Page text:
Spring - Understanding @AliasFor annotation

[Updated: Mar 31, 2017, Created: Mar 30, 2017]

@AliasFor annotation is used to declare aliases for annotation elements. Spring framework uses this annotation internally with a lot of other annotations, for example, @Bean, @ComponentScan, @Scope etc.

Following is the snippet of @AliasFor definition:

@Retention(RetentionPolicy.RUNTIME)
@Target(ElementType.METHOD)
@Documented
public @interface AliasFor {
	@AliasFor("attribute")
	String value() default "";
	@AliasFor("value")
	String attribute() default "";
	Class<? extends Annotation> annotation() default Annotation.class;
}

In this tutorial, we are going to understand the usage of @AliasFor by creating our own annotations.

Aliasing within an annotation

In the following example, we are going to declare aliases between the elements of an annotation.

@Target(ElementType.TYPE)
@Retention(RetentionPolicy.RUNTIME)
public @interface AccessRole {

  @AliasFor("accessType")
  String value() default "visitor";

  @AliasFor("value")
  String accessType() default "visitor";

  String module() default "gui";
}
@AccessRole("super-user")
public class MyObject1 {
}

Creating and using annotations do not do anything unless we process them. Spring core provides AnnotatedElementUtils for that purpose. We can even use it outside of Spring container.

@Configuration
public class ExampleAliasFor {

  public static void main(String[] args) {
      AnnotationAttributes aa = AnnotatedElementUtils
              .getMergedAnnotationAttributes(MyObject1.class, AccessRole.class);
      System.out.println("Attributes of AccessRole used on MyObject1: " + aa);
  }
}

Output

Attributes of AccessRole used on MyObject1: {value=super-user, module=gui, accessType=super-user}

Note that both 'value' and 'accessType' are populated with same value even though we specified only 'value' on MyObject1. That is because the both elements are aliases of each other.

Different defaults for alias references are not allowed

Alias references cannot have different default values, otherwise Annotation Configuration Exception will be thrown as shown in the following example.

@Target(ElementType.TYPE)
@Retention(RetentionPolicy.RUNTIME)
public @interface AccessRole2 {

  @AliasFor("accessType")
  String value() default "visitor";

  @AliasFor("value")
  String accessType() default "admin";

  String module() default "gui";
}
@AccessRole2("super-user")
public class MyObject3 {
}
@Configuration
public class ExampleAliasForDifferentDefaults {

  public static void main(String[] args) {
      AnnotationAttributes aa = AnnotatedElementUtils
              .getMergedAnnotationAttributes(MyObject3.class, AccessRole2.class);
      System.out.println("Attributes of AccessRole3 used on MyObject3: " + aa);
  }
}

Output

Caused by: org.springframework.core.annotation.AnnotationConfigurationException: Misconfigured aliases: attribute 'value' in annotation [com.logicbig.example.AccessRole2] and attribute 'accessType' in annotation [com.logicbig.example.AccessRole2] must declare the same default value.
at org.springframework.core.annotation.AnnotationUtils$AliasDescriptor.validateDefaultValueConfiguration(AnnotationUtils.java:2133)
at org.springframework.core.annotation.AnnotationUtils$AliasDescriptor.validate(AnnotationUtils.java:2111)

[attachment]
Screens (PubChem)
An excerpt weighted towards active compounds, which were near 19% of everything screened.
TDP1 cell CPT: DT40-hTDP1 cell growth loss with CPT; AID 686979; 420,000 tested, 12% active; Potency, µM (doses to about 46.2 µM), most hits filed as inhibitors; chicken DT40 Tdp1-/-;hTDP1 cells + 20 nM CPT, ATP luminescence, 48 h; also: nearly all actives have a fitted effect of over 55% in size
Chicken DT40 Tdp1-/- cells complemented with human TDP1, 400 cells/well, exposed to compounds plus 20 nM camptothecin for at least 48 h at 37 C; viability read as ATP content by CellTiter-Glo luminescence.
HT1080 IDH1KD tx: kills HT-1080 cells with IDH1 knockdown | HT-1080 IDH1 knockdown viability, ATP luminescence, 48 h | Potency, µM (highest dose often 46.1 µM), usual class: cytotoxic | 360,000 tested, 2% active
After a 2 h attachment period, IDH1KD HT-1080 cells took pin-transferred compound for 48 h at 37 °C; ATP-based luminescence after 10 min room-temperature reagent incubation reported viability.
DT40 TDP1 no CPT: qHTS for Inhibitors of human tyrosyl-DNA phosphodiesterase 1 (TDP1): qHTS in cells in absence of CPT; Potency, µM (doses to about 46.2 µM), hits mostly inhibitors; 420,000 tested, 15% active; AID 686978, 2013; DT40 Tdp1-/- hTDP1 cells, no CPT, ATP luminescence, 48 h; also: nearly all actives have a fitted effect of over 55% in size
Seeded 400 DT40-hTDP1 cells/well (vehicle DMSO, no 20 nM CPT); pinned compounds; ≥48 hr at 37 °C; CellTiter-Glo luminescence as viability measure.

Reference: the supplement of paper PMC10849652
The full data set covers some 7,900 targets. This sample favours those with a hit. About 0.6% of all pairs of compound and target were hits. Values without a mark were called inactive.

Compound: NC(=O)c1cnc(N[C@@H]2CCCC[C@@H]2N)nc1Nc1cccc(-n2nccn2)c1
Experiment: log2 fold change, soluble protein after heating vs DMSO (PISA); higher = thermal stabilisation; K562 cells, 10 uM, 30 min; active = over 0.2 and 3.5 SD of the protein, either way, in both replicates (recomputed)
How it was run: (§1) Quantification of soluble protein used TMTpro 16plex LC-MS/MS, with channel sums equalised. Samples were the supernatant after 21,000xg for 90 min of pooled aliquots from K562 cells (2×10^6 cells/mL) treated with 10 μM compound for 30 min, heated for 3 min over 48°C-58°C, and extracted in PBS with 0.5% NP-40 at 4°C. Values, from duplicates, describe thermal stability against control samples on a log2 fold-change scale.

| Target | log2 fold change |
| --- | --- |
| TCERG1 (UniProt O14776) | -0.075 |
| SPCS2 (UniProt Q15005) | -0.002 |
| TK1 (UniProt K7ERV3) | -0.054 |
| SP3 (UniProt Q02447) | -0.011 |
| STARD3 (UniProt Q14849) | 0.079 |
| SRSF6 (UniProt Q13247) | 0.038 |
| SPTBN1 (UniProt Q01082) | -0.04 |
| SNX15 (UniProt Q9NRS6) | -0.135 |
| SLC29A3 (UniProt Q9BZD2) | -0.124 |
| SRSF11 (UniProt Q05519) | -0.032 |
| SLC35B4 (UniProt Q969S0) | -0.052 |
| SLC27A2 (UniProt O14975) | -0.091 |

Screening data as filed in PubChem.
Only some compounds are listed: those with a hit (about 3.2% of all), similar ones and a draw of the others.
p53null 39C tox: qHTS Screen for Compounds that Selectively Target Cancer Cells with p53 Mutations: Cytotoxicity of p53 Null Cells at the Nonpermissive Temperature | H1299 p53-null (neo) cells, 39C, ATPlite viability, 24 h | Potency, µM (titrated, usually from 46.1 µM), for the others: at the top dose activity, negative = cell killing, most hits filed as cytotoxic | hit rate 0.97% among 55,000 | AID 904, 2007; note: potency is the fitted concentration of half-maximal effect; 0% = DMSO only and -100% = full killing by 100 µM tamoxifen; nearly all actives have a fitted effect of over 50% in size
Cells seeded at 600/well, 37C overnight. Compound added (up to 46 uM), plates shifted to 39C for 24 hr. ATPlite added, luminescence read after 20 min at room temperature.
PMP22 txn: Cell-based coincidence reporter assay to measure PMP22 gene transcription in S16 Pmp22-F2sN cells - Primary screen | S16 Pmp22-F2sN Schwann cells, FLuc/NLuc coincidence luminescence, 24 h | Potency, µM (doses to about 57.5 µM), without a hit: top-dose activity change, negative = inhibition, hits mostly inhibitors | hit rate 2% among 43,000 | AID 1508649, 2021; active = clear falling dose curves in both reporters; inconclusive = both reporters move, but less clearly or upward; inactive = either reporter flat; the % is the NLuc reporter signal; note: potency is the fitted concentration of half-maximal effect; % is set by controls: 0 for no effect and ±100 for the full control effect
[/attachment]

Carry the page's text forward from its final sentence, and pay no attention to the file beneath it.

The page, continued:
at org.springframework.core.annotation.AnnotationUtils$AliasDescriptor.from(AnnotationUtils.java:2034)
at org.springframework.core.annotation.AnnotationUtils.getAttributeAliasNames(AnnotationUtils.java:1703)
at org.springframework.core.annotation.AnnotationUtils.getAttributeAliasMap(AnnotationUtils.java:1616)
at org.springframework.core.annotation.AnnotationUtils.postProcessAnnotationAttributes(AnnotationUtils.java:1245)
at org.springframework.core.annotation.AnnotatedElementUtils.getMergedAnnotationAttributes(AnnotatedElementUtils.java:339)
at com.logicbig.example.ExampleAliasForDifferentDefaults.main(ExampleAliasForDifferentDefaults.java:13)
... 6 more

Aliasing attributes from a meta-annotation

Annotating a new annotation definition with an existing annotation is known as meta-annotation. Just like we can specify an alias for another element within the same annotation, we can also do the same for a meta-annotation but we have to additionally specify 'annotation' as shown in the following example.

@Target(ElementType.TYPE)
@Retention(RetentionPolicy.RUNTIME)
@AccessRole("admin")
public @interface AdminAccess {
  @AliasFor(annotation = AccessRole.class, attribute = "module")
  String value() default "service";
}
@AdminAccess
public class MyObject2 {
}
@Configuration
public class ExampleAliasForMetaAnnotation {

  public static void main(String[] args) {
      AnnotationAttributes aa = AnnotatedElementUtils
              .getMergedAnnotationAttributes(MyObject2.class, AdminAccess.class);
      System.out.println("attributes of AdminAccess used on MyObject2 " + aa);

      aa = AnnotatedElementUtils
              .getMergedAnnotationAttributes(MyObject2.class, AccessRole.class);
      System.out.println("attributes of AccessRole used on MyObject2 " + aa);
  }
}

Output

attributes of AdminAccess used on MyObject2 {value=service}
attributes of AccessRole used on MyObject2 {value=admin, module=service, accessType=admin}

As seen in above output, we can get attributes of both @AdminAccess and @AccessRole, even though we specified only @AdminAccess on MyObject2. The important thing is, the attributes of the meta-annotation are overridden by the target annotation, which is a very useful feature of Spring's meta-annotation programming model.

Example Project

Dependencies and Technologies Used :

  • spring-context 4.3.7.RELEASE: Spring Context.
  • JDK 1.8
  • Maven 3.3.9

AliasFor Annotation Examples Select All Download
  • spring-alias-for-annotation
    • src
      • main
        • java
          • com
            • logicbig
              • example

See Also